What about skipping the AT&T refresh entirely and syncing up with Verizon in February 2012? That's a long wait for us AT&T folks, but one that might be worth it. Think about this: What's in store for iPhone 5 anyway? iPhone 4 already has a display so nice that you can't differentiate individual pixels. It has the long awaited front facing camera, a blazing fast processor, an 8MP camera, and plenty of RAM to handle the limited multitasking unveiled in iOS 4. It's not since the 3GS that we noticed any real speed improvement; this device can already handle everything we can throw at it. Looking at the Android and WP7 devices popping up at CES last week, you can see where phone hardware is headed: Multi-core processors, tons of RAM, high-megapixel shooters on par with regular point-and-shoot cameras, more on-board storage, 1080p video recording, and LTE connectivity. Every one of these features I mentioned are small potatoes compared to one: LTE. Without LTE, iPhone 5 will be a very incremental hardware refresh that, quite frankly, is boring. 

Don't get me wrong, doubling the on-board storage and slapping on one or more of those features is going to sell a lot of phones. I'll be in line with the rest of them, dropping elbows and trampling children in a mad dash for the latest and greatest on release day. But it's really LTE that matters, and neither of the big carriers are ready in any practical capacity across enough of the US. Widespread LTE won't be realized until early 2012, making the shift to a February iPhone hardware refresh sound much more reasonable. Apple could release a single phone that could work on both networks, which would incur them great cost savings in manufacturing. Of course, they could come out with an LTE iPhone earlier than that, heck even in June, but it is unlikely. Take the 3G iPhone as an example; Apple waited long after 3G handsets were prevalent before getting into the territory. I suspect they'll do the same for LTE.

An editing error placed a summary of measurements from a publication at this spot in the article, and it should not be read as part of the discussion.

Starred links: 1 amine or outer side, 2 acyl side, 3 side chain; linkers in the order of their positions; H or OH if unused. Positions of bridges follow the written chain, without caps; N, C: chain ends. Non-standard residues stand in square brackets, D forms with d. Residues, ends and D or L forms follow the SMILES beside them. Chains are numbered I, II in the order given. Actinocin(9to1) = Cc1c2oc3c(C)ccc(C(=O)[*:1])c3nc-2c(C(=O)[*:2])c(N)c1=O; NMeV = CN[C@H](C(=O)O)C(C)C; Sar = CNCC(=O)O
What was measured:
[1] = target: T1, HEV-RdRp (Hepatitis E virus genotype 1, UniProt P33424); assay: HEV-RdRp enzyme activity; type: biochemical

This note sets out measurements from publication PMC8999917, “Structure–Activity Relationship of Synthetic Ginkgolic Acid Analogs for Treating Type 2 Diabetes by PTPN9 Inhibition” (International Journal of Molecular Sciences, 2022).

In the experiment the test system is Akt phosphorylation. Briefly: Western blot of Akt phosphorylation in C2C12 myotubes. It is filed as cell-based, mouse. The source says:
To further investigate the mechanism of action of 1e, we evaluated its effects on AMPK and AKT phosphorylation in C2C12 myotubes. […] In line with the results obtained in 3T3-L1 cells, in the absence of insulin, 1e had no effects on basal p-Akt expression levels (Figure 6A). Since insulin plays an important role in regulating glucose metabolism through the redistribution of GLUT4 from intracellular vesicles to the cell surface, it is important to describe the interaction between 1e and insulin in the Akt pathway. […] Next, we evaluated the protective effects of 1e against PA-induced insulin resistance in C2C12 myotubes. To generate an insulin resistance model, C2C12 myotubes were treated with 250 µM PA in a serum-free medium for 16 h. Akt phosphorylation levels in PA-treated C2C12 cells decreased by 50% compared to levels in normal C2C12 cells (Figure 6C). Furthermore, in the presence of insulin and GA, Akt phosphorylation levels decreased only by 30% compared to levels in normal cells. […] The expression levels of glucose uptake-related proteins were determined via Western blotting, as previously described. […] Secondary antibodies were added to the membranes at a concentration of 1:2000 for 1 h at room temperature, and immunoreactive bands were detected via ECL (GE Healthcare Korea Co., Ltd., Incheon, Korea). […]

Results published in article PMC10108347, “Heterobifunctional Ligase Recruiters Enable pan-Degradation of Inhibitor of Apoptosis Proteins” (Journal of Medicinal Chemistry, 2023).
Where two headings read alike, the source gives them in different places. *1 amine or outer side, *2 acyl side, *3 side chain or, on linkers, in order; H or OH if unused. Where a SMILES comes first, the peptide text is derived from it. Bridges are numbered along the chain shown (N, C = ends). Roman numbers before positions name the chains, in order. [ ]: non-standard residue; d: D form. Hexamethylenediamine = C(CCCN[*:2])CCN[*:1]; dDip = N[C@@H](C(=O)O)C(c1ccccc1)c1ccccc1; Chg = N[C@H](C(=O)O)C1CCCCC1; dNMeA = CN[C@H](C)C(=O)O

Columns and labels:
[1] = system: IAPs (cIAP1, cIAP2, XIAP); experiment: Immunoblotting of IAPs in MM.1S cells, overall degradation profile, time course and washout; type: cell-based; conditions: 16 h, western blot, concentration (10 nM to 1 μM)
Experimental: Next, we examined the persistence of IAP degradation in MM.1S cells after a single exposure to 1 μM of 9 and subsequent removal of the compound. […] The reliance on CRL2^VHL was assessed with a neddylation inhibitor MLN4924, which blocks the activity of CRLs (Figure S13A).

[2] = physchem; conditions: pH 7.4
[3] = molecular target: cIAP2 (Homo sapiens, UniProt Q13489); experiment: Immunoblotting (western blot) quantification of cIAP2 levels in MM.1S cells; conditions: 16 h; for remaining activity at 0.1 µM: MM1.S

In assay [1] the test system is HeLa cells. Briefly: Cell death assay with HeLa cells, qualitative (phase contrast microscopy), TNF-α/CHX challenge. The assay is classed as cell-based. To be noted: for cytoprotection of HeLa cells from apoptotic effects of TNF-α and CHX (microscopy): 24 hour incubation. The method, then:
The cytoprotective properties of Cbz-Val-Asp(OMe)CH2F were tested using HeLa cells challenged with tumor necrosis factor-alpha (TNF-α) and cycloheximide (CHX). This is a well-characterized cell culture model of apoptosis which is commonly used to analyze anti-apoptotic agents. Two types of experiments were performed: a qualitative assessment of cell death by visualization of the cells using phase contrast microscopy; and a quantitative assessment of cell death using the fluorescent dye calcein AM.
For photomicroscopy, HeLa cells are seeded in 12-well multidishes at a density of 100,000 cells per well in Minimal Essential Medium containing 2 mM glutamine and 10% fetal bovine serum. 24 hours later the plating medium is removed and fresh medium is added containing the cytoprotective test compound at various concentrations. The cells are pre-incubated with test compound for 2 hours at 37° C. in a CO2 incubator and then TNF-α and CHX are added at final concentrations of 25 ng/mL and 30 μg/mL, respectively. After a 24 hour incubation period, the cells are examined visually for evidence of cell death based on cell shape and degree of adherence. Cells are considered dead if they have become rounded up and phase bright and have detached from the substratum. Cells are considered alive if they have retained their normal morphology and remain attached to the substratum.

The bottom line is that I expect some sort of non-LTE phone released simultaneously on both carriers sometime after June or a multi-carrier LTE phone in February.  In the mean time,  should you get a Verizon iPhone 4? The answer  is very situation-dependent, and not entirely clear. Here are my thoughts:
  • Current Verizon customers:
    • If you are eligible for an upgrade by February 10th, then by all means pre-order this thing and have it for release day. If you don't and I am friends with you, our relationship will likely be terminated. There simply isn't a compelling enough Android or WP7 phone to justify any other device on this network. It is also not worth waiting for just the chance that an iPhone 5 could come in June, since they can't add anything all that compelling to the feature set. A June LTE phone might be worth it if you lived in an LTE area, but those are few and far between, and that release is highly unlikely.
    • If you're not eligible for an upgrade, this device can get pretty expensive without being able to sign a 2 year agreement. You'll have to figure out if it's worth it to you when they announce off-contract pricing. 
  • Current AT&T customers:
    • Note that we still don't know how Verizon is going to handle having millions of iPhone's jump on its network in the next few months. Wait it out and see how it goes. Data sucking iPhones across the US nearly took down AT&T a few years ago; hopefully Verizon is better prepared. 
    • If your contract already ran out, and you're in the market for a smartphone, I would still wait to see if Verizon goes down in flames, at least for a couple weeks after release. If they don't, and Verizon coverage is better in your area, feel free to jump ship. I have not found AT&T's network to be bad enough to run screaming to Verizon though, but it could turn out to be a substantial improvement. 
To wrap things up, iPhone 4 will likely have better coverage and possibly better data rates on Verizon, but you give up the ability to have simultaneous voice and data. This annoyance will likely be on par to AT&T's habit of dropping your calls. Remember that everything will change once iPhone goes LTE, and all of this will have to be re-thought. I don't believe that will happen for quite some time.

February should be interesting. Good luck out there.